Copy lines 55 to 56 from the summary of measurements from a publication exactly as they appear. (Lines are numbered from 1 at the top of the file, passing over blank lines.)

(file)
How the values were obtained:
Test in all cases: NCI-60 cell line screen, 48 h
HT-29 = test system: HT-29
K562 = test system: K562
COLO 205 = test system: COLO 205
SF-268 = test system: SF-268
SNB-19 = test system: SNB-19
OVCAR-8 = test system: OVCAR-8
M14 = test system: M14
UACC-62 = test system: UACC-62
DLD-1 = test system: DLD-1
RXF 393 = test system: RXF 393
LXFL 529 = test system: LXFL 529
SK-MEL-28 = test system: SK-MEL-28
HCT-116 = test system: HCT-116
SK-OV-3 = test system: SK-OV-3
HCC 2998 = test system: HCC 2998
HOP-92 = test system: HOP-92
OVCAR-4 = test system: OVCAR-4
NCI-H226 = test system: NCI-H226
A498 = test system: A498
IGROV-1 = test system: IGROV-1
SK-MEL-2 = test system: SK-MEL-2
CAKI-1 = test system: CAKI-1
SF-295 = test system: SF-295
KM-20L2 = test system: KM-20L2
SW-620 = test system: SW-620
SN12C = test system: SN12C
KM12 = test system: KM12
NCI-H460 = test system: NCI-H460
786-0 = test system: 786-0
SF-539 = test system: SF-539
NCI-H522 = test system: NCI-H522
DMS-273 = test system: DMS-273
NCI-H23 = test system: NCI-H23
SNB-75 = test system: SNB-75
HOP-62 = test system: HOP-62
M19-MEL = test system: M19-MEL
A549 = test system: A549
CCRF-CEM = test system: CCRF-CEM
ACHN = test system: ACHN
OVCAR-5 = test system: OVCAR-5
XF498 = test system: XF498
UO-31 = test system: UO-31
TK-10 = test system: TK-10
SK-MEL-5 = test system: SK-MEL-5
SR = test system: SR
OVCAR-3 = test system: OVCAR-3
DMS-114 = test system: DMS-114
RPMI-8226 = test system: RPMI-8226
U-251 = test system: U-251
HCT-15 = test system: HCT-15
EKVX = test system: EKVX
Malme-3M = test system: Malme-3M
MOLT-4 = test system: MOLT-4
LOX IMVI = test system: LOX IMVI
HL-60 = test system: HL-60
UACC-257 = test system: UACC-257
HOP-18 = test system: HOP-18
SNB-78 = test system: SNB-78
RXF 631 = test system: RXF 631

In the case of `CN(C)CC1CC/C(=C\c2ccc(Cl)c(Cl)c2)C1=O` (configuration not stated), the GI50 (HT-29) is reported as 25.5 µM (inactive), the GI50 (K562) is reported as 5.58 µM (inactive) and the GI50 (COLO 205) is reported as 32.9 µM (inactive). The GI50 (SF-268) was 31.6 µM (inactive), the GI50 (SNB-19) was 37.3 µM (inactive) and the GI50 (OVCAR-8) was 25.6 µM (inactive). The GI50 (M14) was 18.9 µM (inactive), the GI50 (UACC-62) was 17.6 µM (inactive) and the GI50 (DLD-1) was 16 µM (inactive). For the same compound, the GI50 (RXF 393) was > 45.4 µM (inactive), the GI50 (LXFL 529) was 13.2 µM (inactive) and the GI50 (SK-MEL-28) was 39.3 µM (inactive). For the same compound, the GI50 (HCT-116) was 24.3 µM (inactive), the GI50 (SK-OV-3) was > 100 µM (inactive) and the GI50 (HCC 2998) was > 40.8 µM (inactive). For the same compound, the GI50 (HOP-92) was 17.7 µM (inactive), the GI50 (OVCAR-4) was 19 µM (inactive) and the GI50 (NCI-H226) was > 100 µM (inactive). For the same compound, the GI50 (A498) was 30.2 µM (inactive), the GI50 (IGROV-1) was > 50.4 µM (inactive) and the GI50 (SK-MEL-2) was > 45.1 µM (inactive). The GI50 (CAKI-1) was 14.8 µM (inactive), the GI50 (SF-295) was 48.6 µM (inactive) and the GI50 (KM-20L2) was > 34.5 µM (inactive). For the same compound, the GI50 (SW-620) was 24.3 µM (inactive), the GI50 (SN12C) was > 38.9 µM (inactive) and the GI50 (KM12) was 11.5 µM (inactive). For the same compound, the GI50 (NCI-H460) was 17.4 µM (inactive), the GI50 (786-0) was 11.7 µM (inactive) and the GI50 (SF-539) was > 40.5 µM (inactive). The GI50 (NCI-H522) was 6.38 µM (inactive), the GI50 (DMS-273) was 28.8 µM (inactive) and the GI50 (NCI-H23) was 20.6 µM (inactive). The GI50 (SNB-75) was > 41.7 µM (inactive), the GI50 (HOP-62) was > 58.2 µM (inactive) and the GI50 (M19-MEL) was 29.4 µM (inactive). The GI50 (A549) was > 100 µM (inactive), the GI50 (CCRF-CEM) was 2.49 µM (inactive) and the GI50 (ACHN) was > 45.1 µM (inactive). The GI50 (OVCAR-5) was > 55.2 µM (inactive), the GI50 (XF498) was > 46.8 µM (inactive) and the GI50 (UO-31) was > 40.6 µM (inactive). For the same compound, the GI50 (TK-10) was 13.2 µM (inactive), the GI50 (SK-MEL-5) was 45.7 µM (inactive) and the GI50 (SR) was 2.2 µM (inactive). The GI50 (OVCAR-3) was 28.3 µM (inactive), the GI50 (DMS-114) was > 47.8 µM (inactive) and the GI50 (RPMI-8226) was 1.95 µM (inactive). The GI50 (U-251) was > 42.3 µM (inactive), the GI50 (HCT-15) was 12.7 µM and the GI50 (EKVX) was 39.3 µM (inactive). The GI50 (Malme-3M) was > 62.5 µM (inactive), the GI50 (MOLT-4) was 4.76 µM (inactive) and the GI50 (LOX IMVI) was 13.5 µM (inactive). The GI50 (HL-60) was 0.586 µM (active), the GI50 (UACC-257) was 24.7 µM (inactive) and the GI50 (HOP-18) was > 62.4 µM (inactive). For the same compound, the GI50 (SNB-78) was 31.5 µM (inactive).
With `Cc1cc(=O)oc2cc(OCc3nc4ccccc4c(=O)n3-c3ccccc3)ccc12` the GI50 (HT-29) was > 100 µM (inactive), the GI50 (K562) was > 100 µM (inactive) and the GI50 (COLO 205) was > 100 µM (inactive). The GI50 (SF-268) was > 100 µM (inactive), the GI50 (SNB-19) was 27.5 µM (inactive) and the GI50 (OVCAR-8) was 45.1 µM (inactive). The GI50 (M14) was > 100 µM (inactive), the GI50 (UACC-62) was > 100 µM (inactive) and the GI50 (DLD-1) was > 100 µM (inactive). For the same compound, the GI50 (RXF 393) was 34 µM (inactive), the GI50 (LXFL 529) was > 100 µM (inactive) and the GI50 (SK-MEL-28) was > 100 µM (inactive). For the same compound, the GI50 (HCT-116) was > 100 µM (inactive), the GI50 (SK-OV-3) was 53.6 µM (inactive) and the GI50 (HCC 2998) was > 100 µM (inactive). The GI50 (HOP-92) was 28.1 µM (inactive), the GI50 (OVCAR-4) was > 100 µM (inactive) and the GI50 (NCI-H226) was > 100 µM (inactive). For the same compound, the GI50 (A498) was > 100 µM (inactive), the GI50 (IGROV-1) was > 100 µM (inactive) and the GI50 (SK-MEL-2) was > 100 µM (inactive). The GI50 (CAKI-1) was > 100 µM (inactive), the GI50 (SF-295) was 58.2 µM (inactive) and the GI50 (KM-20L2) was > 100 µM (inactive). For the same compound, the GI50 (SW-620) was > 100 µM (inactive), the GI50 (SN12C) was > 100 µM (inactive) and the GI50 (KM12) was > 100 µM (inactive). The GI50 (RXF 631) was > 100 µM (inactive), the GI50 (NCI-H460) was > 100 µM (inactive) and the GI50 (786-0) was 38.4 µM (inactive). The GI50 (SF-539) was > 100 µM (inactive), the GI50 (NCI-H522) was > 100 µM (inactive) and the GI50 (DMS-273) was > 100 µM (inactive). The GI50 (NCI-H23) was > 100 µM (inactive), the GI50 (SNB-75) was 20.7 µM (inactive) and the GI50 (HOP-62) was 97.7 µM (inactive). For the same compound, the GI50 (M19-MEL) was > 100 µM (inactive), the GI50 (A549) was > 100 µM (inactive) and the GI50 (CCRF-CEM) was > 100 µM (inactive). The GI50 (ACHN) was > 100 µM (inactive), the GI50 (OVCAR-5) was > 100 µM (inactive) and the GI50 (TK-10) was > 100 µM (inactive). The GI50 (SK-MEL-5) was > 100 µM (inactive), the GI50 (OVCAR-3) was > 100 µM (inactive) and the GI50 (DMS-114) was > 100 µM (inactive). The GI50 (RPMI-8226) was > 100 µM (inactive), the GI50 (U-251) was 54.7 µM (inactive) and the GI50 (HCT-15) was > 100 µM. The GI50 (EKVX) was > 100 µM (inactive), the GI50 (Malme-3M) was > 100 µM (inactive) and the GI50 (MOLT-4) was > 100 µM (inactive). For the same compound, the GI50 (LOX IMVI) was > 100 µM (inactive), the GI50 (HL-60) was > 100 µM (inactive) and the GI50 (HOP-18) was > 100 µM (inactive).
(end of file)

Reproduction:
MOLT-4 = test system: MOLT-4
LOX IMVI = test system: LOX IMVI